Poke Cakes: a vintage 1970s recipe turns trendy

When the boss of your first college-degree job invites you over for dinner, you go. Even when you know his wife wears dresses of a primly-proper length, you slip into your best mini dress, pull on your panty hose, and go.

Mr. Editor-in-chief of this magazine held a welcome dinner for the new (i.e. young) staff: another new editorial assistant and myself, and the receptionist and bookkeeper, both who had been working there longer. We sat down to a formally-dressed table in their very formal dining room. The massive china cabinet was filled with an impressive assortment of matching serving platters, silver pieces and crystal. Young Receptionist and Young Bookkeeper were newly-married and both able to discuss all the nuances of selecting china and silver patterns.

The other editorial assistant had just started that week, and I barely knew her. However, neither of us were all that far from college parties with Boone's Farm Strawberry "Wine" and kegs. She was as silent through the dinner as I was as the other two spun the conversational threads which our hosts unspooled.

Today I view the memory of that dinner as one might view a painting from a distance, an ornate gold frame capturing the yellow hues of that dining room with six seated around that heavy table cloaked in a thick, creamy tablecloth. The rest of the details are somewhat of a blur.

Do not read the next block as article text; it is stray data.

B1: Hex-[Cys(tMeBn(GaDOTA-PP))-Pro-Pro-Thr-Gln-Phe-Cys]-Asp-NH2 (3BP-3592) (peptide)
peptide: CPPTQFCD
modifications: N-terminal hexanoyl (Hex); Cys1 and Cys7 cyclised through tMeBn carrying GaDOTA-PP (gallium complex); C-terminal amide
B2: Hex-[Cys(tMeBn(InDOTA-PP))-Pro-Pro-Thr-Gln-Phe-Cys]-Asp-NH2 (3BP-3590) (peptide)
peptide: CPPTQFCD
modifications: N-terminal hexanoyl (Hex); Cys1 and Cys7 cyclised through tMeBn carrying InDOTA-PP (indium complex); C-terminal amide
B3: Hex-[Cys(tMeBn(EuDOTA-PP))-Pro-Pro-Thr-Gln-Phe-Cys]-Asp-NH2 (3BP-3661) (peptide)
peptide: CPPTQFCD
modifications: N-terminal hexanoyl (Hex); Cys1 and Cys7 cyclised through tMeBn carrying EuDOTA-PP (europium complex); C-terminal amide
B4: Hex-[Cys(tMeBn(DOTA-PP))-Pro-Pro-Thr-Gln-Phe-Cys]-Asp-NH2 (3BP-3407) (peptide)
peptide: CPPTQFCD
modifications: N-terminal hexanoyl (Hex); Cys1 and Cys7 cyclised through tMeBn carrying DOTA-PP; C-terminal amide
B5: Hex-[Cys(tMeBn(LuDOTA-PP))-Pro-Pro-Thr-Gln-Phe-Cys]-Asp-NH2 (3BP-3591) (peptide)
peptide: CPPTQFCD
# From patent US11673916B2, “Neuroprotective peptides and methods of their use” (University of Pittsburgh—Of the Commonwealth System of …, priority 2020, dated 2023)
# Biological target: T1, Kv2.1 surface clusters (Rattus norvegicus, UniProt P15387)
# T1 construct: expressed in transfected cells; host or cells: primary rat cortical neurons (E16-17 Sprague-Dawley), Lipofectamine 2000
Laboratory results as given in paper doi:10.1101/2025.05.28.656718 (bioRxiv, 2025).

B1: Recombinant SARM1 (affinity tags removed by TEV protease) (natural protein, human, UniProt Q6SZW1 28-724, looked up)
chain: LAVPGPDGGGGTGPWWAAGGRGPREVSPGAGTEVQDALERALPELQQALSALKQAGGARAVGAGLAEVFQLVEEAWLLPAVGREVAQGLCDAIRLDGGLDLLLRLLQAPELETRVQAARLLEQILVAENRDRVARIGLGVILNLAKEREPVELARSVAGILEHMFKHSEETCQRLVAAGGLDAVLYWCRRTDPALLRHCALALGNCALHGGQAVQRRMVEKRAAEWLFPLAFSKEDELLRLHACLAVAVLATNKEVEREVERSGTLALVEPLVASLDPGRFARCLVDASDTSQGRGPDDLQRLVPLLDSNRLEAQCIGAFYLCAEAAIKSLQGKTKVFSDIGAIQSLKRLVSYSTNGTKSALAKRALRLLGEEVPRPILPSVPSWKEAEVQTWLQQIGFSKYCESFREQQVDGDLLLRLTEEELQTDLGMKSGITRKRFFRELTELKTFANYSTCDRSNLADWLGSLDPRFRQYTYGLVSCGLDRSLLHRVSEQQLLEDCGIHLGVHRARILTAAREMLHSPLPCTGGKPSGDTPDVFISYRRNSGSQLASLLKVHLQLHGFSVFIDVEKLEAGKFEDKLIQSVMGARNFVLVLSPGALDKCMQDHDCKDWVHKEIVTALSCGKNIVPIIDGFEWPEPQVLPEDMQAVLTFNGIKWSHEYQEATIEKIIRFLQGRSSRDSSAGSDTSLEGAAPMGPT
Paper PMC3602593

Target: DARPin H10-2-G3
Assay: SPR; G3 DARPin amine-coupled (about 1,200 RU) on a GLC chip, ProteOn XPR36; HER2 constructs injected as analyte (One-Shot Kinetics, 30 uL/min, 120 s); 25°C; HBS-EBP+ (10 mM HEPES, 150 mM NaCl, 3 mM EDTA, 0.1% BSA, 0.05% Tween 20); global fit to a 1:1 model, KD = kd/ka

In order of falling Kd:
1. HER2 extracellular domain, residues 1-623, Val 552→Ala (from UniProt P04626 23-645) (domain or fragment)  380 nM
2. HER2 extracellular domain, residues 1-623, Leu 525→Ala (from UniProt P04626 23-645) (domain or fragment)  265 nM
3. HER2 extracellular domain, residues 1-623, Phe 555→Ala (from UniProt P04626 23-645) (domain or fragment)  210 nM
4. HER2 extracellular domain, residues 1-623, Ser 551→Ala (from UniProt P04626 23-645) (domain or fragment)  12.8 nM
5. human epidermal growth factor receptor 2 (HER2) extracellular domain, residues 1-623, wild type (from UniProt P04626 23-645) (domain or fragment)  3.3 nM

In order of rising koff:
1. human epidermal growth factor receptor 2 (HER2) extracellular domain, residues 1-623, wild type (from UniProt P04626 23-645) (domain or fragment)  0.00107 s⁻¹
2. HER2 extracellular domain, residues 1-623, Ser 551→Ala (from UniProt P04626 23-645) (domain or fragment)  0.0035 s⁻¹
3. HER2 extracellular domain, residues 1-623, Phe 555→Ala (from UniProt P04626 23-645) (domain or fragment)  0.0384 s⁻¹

Except for The Cake. Oh, the cake. A perfect square placed on a dessert plate, topped with a creamy pillow of ... something. Having had much experience squirting whipped cream from the aerosol can into my mouth before blanketing slices of Thanksgiving pumpkin pie with it, I knew it wasn't Reddi-Wip. It lacked the telltale squiggle lines, and the taste was decidedly different.


But back to the star of that dessert plate, the cake. It was lemony, with streaks of green. Cool. Moist. Dense yet still impossibly light. Where did those rivulets of lime come from? How had Mrs. Editor-in-chief gotten them into the cake? Not one dry crumb, yet the cake was still firm. All those little rivers running through the lemon, yet it was not soggy.

Seconds were offered; much to my devastation, the others declined, so I did, too.

Now you'd think I would have asked about that cake. Or asked for the recipe. I had just started reading the Food Guide in Thursday's Chicago Tribune and committed to typing out recipe cards as if it were my job. But I was barely cooking then, let alone baking.

But I never forgot that cake.

Years later, I figured out what it was: Poke Cake, a hot trend in the 1970s.

Mrs. Editor-in-chief had made a boxed cake (lemon), poked holes in it, then poured jello into those holes. Those rivulets were lime jello. The jello set up in those holes after the cake was chilled, resulting in that texture. A cloud of Cool Whip, another relatively new invention and quite popular, topped it.


Wait long enough and just about anything that falls out of style comes back again, more trendy than ever. Such is the case with Poke Cakes now. I can't go far in recipe-reading these days without seeing another incarnation of it.

The essence of a poke cake is a boxed cake mix of some flavor, poked with holes, with gelatin poured into the holes. The trick, and perhaps the novelty, is to mix and match compatible flavors. White cake poked full of strawberry gelatin is a pretty classic version. I have no idea if the lemon/lime version was also a variation of the original, or, if Mrs. Editor-in-chief had opted to walk on the culinary wild side and boldly reached for the lime jello instead of the strawberry.